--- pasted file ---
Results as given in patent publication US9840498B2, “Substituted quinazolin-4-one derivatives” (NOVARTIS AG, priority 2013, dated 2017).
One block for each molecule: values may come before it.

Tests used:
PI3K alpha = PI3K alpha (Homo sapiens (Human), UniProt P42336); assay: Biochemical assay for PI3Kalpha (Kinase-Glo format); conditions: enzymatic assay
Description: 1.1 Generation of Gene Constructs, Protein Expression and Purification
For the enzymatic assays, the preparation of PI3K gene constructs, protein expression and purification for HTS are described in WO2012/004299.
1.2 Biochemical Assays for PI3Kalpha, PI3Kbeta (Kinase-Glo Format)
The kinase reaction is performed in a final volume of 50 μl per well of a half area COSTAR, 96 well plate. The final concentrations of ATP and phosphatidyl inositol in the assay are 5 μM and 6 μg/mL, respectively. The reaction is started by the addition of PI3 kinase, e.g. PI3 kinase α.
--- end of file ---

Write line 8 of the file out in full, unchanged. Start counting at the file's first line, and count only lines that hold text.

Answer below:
The kinase reaction is performed in a final volume of 50 μl per well of a half area COSTAR, 96 well plate. The final concentrations of ATP and phosphatidyl inositol in the assay are 5 μM and 6 μg/mL, respectively. The reaction is started by the addition of PI3 kinase, e.g. PI3 kinase α.